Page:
10.16 )» Listen and

10.2

Ask for a recommendation for a city to go to. Give a reason why you need to go there.

-t--1~ suggest a

Say why that's not suitable for you. Ask for another recommendation. Ask for recommendations about what to do there. Thank B and accept the recommendation.

Recommendation

1

LANGUAGE FOR SPEAKING

making recommendations 2

Ask for a recommendation could you recommend (a) ... ?

3

Recommend something I'd definitely recommend ... . .. it might be a good idea to ... Don't miss ...

4

b Compare answers with a partner.

Respond to a recommendation Thank you, that's a great suggestion, but ... That's a good idea, (but) ...

city.

10.5 Video Borussia Dortmund Look at the phrases in the box and choose which you would not connect with international football.

1

affordable tickets big business wealthy investors

loyal fans

2a Work with a partner. In one minute, list some more words

or phrases on the topic of international football. Use the photos to help you. b Compare your ideas with another pair.

0

Watch the video. Complete the information about modern fo otball.

3

countries decisions fans investors matches players projects teams tickets

people

There is one big difference between 1 in the German football league and football clubs in most other 2 around the world. Instead of being controlled by rich 3 , it is the 4 who own most of the club. As a result, s are taken that help the club rather than making its investors even wealthier. Borussia Dortmund is one example of an extremely rich club. It has some top-level 6 , and it is very successful. But 7 for s are not terribly expensive. The club is involved in many community 9 , and the 1o of Dortmund are very proud of their local team.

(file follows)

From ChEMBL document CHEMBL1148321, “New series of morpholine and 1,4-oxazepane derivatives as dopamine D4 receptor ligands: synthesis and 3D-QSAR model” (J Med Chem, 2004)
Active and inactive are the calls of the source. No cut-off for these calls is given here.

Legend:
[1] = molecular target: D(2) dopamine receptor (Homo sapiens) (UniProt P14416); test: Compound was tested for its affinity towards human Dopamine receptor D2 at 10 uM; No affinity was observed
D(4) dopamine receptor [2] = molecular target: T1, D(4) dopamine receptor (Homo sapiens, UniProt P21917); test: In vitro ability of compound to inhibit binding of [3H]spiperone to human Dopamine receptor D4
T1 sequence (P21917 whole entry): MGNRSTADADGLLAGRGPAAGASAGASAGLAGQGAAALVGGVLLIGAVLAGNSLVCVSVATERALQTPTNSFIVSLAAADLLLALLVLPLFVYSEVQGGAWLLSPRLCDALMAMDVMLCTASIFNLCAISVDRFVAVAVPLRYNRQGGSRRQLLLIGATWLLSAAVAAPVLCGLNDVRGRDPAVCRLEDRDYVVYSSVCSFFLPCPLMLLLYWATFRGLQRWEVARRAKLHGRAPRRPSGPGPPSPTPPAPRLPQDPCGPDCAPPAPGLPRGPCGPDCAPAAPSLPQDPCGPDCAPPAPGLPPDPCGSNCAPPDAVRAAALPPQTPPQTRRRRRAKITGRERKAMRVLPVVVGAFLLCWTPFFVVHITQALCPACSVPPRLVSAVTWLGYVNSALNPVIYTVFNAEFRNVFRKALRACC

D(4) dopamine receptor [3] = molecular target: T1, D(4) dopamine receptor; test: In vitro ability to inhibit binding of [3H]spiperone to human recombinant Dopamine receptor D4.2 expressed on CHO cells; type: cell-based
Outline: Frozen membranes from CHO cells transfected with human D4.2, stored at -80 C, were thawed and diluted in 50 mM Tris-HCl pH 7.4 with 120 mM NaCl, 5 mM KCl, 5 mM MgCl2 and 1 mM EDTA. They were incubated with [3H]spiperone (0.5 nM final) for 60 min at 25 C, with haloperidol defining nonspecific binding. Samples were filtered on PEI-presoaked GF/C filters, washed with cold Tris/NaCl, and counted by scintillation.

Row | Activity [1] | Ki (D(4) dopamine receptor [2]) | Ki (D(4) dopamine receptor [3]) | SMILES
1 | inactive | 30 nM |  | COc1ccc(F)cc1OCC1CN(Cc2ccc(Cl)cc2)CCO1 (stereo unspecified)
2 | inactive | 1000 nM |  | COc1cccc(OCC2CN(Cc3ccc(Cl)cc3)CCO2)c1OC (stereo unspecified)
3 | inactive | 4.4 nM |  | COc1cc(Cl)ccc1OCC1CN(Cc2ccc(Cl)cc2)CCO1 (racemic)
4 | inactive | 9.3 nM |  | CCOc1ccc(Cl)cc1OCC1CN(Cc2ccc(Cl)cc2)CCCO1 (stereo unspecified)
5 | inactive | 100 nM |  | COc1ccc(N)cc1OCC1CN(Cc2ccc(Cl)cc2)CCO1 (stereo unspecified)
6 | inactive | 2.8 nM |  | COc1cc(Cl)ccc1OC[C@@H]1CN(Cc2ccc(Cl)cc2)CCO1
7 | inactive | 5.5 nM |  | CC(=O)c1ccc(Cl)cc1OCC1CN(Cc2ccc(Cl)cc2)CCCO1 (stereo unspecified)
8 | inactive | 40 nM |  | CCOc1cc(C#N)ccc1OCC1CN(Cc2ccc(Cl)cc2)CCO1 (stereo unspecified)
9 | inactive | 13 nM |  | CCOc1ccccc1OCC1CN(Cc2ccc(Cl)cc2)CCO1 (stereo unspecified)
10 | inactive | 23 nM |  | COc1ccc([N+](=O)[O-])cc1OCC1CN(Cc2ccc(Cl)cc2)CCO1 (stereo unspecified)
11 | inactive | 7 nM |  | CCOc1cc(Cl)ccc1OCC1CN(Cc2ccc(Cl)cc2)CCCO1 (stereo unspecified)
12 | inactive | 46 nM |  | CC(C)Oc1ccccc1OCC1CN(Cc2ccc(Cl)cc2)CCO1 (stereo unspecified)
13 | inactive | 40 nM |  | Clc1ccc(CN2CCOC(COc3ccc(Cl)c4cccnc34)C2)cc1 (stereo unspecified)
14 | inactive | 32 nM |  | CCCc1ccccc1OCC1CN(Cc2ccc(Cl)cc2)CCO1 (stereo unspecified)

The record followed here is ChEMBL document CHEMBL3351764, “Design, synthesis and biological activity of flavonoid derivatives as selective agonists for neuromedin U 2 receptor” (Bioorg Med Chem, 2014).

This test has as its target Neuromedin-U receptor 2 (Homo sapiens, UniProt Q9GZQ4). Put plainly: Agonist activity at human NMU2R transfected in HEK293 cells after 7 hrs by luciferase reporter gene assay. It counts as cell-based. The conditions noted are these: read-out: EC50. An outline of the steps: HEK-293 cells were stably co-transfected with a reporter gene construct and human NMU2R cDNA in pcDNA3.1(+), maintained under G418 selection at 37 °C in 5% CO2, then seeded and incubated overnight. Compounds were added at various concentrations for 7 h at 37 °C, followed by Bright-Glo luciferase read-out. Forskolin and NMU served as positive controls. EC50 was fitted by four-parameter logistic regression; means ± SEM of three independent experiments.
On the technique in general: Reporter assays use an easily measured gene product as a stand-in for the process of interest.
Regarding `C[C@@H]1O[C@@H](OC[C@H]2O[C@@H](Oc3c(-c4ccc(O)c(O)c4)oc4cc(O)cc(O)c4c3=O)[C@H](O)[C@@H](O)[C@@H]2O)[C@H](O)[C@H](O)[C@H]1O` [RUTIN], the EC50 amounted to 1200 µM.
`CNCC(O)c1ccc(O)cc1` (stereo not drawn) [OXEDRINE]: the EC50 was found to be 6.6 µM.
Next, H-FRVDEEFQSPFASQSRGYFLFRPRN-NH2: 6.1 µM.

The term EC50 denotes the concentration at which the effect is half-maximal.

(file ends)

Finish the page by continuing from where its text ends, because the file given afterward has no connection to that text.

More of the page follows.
0

4

Watch again. What do these numbers refer to?

• 3 bi llion • 16- 76 • 1909 Sa

• soo • 2011 and 2012 • 100

• 4 • 80,000

ll.i:m3 Work in small groups. Read the situation. You are on the board of directors of a big football club. The directors need to discuss some ideas for some community projects in your city, e.g. organizing a charity football match to raise money for a local children's hospital.

b In your group, write down three ideas for community projects.

c Share your ideas with the class. Make a list of everyone's ideas. Take a vote. Which idea is the most popular?

10.1

10.2

10.3

10.4

10.5

Review 1 a Choose the correct options to complete the text.

4a Divide the words in the box into nouns, verbs and adjectives;

two words can be in more than one of the categories. Havaianas 1 were developed I developed in Brazil in the late 1950s. They 2 were based I based on the sandals which 3 wear I were worn by BrazilianJapanese immigrants, but these sandals soon 4 became I were become a hit with everyone. Being cheap but exotic, tourists 5 were packed I packed them in their baggage and their fame spread all over the world. In the mid-1990s the flip-flops 6 were redesigned I redesigned. New colours and an improved style 7 caused I was caused an explosion in sales. Nowadays around 22 million pairs 8 export I are exported annually to 80 markets.

b What are some of the typical products from your country? How are they made or grown? Who are they bought or used by? Discuss with a partner. 2a Complete the text using a/an, the or- (no article). With its tropical weather and snow-free mountains, 1 Jamaica may not seem like 2_ _ __ obvious country to send competitors to 3_ _ __ Winter Olympics. But 4 Jamaican bobsled team were determined to make it to the Games. They qualified but needed to find $80,000. So Lincoln Wheeler, 5 fan of the Winter Games, set up 6 campaign on the crowd-funding site Crowdtilt in 2014. Within days 7 campaign had raised more than $115,000. 'This is 8 internet coming together,' said James Beshara, the Crowdtilt CEO. 'It couldn't have been done five years ago.'

b Work with a partner and discuss the following questions. 1 Do you watch the Winter or Summer Olympics? Why/Why not? 2 What are your (least) favourite events? Why? 3a Choose the correct verb to complete each phrase. a b c d e f

make I get an idea set up I make a profit increase I become an investor get I make funding become I give a guarantee support I find yourself short of cash

break a record compete competitive final lose play against race take part team tournaments win winner

b Compare your answers with a partner. c Write five sentences together using any of the words from the box. Sa Cross out the word or phrase that doesn't go with the verb in the first column. 1 take

2 have

3 take

4 have